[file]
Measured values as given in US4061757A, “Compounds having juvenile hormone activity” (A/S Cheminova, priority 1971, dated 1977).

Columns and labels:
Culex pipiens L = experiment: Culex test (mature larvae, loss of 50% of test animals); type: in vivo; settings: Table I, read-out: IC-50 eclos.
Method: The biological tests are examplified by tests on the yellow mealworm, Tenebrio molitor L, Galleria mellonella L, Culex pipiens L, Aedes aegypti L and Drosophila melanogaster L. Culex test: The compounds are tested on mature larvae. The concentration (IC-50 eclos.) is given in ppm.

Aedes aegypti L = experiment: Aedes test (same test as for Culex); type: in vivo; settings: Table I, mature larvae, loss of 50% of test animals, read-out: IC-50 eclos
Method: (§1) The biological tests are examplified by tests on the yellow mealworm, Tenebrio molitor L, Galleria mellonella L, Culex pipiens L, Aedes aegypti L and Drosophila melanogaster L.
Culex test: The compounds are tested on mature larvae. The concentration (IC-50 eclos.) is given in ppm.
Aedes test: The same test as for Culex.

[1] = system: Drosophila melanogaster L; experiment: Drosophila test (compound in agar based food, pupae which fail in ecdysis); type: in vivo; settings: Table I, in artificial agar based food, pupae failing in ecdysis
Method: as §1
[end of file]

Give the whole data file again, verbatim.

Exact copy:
Measured values as given in US4061757A, “Compounds having juvenile hormone activity” (A/S Cheminova, priority 1971, dated 1977).

Columns and labels:
Culex pipiens L = experiment: Culex test (mature larvae, loss of 50% of test animals); type: in vivo; settings: Table I, read-out: IC-50 eclos.
Method: The biological tests are examplified by tests on the yellow mealworm, Tenebrio molitor L, Galleria mellonella L, Culex pipiens L, Aedes aegypti L and Drosophila melanogaster L. Culex test: The compounds are tested on mature larvae. The concentration (IC-50 eclos.) is given in ppm.

Aedes aegypti L = experiment: Aedes test (same test as for Culex); type: in vivo; settings: Table I, mature larvae, loss of 50% of test animals, read-out: IC-50 eclos
Method: (§1) The biological tests are examplified by tests on the yellow mealworm, Tenebrio molitor L, Galleria mellonella L, Culex pipiens L, Aedes aegypti L and Drosophila melanogaster L.
Culex test: The compounds are tested on mature larvae. The concentration (IC-50 eclos.) is given in ppm.
Aedes test: The same test as for Culex.

[1] = system: Drosophila melanogaster L; experiment: Drosophila test (compound in agar based food, pupae which fail in ecdysis); type: in vivo; settings: Table I, in artificial agar based food, pupae failing in ecdysis
Method: as §1